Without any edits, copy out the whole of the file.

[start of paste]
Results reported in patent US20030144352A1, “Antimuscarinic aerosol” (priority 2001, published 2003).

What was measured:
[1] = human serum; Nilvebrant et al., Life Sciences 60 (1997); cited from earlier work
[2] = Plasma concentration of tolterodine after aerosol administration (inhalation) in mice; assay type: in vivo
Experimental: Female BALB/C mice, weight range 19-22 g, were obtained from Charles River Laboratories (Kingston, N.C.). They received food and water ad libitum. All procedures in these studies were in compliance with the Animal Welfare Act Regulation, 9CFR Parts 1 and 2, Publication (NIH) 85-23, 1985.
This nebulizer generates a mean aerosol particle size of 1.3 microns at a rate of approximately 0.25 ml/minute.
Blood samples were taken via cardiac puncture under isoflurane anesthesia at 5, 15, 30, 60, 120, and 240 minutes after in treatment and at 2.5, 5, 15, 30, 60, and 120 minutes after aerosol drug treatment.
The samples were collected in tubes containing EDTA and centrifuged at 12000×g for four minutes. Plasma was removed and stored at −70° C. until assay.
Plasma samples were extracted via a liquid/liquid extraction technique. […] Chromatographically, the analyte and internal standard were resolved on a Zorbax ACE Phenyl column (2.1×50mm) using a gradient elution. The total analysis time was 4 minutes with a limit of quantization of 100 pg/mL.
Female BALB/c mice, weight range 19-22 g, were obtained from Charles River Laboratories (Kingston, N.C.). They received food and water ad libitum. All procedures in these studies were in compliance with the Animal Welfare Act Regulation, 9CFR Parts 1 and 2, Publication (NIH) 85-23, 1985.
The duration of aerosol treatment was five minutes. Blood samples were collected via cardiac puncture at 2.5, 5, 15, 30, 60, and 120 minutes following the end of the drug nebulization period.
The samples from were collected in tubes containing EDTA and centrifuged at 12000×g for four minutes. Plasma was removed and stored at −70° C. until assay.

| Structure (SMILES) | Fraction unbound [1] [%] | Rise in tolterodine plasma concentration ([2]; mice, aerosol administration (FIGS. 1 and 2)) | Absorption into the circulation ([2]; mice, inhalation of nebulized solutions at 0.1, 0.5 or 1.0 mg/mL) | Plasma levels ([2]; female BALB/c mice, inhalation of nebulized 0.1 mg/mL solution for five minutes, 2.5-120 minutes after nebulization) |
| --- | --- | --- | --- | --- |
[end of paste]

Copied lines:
Results reported in patent US20030144352A1, “Antimuscarinic aerosol” (priority 2001, published 2003).

What was measured:
[1] = human serum; Nilvebrant et al., Life Sciences 60 (1997); cited from earlier work
[2] = Plasma concentration of tolterodine after aerosol administration (inhalation) in mice; assay type: in vivo
Experimental: Female BALB/C mice, weight range 19-22 g, were obtained from Charles River Laboratories (Kingston, N.C.). They received food and water ad libitum. All procedures in these studies were in compliance with the Animal Welfare Act Regulation, 9CFR Parts 1 and 2, Publication (NIH) 85-23, 1985.
This nebulizer generates a mean aerosol particle size of 1.3 microns at a rate of approximately 0.25 ml/minute.
Blood samples were taken via cardiac puncture under isoflurane anesthesia at 5, 15, 30, 60, 120, and 240 minutes after in treatment and at 2.5, 5, 15, 30, 60, and 120 minutes after aerosol drug treatment.
The samples were collected in tubes containing EDTA and centrifuged at 12000×g for four minutes. Plasma was removed and stored at −70° C. until assay.
Plasma samples were extracted via a liquid/liquid extraction technique. […] Chromatographically, the analyte and internal standard were resolved on a Zorbax ACE Phenyl column (2.1×50mm) using a gradient elution. The total analysis time was 4 minutes with a limit of quantization of 100 pg/mL.
Female BALB/c mice, weight range 19-22 g, were obtained from Charles River Laboratories (Kingston, N.C.). They received food and water ad libitum. All procedures in these studies were in compliance with the Animal Welfare Act Regulation, 9CFR Parts 1 and 2, Publication (NIH) 85-23, 1985.
The duration of aerosol treatment was five minutes. Blood samples were collected via cardiac puncture at 2.5, 5, 15, 30, 60, and 120 minutes following the end of the drug nebulization period.
The samples from were collected in tubes containing EDTA and centrifuged at 12000×g for four minutes. Plasma was removed and stored at −70° C. until assay.

| Structure (SMILES) | Fraction unbound [1] [%] | Rise in tolterodine plasma concentration ([2]; mice, aerosol administration (FIGS. 1 and 2)) | Absorption into the circulation ([2]; mice, inhalation of nebulized solutions at 0.1, 0.5 or 1.0 mg/mL) | Plasma levels ([2]; female BALB/c mice, inhalation of nebulized 0.1 mg/mL solution for five minutes, 2.5-120 minutes after nebulization) |
| --- | --- | --- | --- | --- |